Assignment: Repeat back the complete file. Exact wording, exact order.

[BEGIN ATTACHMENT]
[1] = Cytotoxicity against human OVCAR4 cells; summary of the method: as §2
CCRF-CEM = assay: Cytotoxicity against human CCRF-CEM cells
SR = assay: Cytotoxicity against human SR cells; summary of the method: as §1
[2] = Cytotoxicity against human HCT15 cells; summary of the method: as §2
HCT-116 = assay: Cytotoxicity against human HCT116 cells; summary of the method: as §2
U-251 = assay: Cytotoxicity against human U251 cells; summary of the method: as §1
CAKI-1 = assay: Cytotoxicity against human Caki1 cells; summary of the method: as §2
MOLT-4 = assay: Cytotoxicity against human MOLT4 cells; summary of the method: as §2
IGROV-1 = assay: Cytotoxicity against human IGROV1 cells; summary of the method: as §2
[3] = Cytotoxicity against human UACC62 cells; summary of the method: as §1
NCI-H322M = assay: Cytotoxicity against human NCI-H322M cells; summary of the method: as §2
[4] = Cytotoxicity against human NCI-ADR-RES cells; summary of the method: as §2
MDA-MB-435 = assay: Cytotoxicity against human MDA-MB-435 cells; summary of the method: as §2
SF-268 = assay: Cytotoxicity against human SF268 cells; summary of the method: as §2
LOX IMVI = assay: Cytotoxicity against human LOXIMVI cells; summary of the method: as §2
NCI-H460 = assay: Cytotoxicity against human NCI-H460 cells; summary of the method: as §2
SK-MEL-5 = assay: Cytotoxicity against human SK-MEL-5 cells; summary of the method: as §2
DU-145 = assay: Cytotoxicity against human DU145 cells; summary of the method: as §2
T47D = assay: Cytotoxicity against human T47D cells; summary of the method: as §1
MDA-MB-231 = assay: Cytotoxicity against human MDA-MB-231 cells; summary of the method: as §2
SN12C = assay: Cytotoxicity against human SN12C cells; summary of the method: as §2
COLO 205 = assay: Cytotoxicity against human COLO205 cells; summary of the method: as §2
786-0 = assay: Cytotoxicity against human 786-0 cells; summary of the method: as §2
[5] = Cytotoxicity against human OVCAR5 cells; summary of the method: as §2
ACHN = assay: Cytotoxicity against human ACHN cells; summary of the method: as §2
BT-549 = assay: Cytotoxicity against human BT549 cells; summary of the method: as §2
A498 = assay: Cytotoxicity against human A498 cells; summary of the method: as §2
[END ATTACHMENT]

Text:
[1] = Cytotoxicity against human OVCAR4 cells; summary of the method: as §2
CCRF-CEM = assay: Cytotoxicity against human CCRF-CEM cells
SR = assay: Cytotoxicity against human SR cells; summary of the method: as §1
[2] = Cytotoxicity against human HCT15 cells; summary of the method: as §2
HCT-116 = assay: Cytotoxicity against human HCT116 cells; summary of the method: as §2
U-251 = assay: Cytotoxicity against human U251 cells; summary of the method: as §1
CAKI-1 = assay: Cytotoxicity against human Caki1 cells; summary of the method: as §2
MOLT-4 = assay: Cytotoxicity against human MOLT4 cells; summary of the method: as §2
IGROV-1 = assay: Cytotoxicity against human IGROV1 cells; summary of the method: as §2
[3] = Cytotoxicity against human UACC62 cells; summary of the method: as §1
NCI-H322M = assay: Cytotoxicity against human NCI-H322M cells; summary of the method: as §2
[4] = Cytotoxicity against human NCI-ADR-RES cells; summary of the method: as §2
MDA-MB-435 = assay: Cytotoxicity against human MDA-MB-435 cells; summary of the method: as §2
SF-268 = assay: Cytotoxicity against human SF268 cells; summary of the method: as §2
LOX IMVI = assay: Cytotoxicity against human LOXIMVI cells; summary of the method: as §2
NCI-H460 = assay: Cytotoxicity against human NCI-H460 cells; summary of the method: as §2
SK-MEL-5 = assay: Cytotoxicity against human SK-MEL-5 cells; summary of the method: as §2
DU-145 = assay: Cytotoxicity against human DU145 cells; summary of the method: as §2
T47D = assay: Cytotoxicity against human T47D cells; summary of the method: as §1
MDA-MB-231 = assay: Cytotoxicity against human MDA-MB-231 cells; summary of the method: as §2
SN12C = assay: Cytotoxicity against human SN12C cells; summary of the method: as §2
COLO 205 = assay: Cytotoxicity against human COLO205 cells; summary of the method: as §2
786-0 = assay: Cytotoxicity against human 786-0 cells; summary of the method: as §2
[5] = Cytotoxicity against human OVCAR5 cells; summary of the method: as §2
ACHN = assay: Cytotoxicity against human ACHN cells; summary of the method: as §2
BT-549 = assay: Cytotoxicity against human BT549 cells; summary of the method: as §2
A498 = assay: Cytotoxicity against human A498 cells; summary of the method: as §2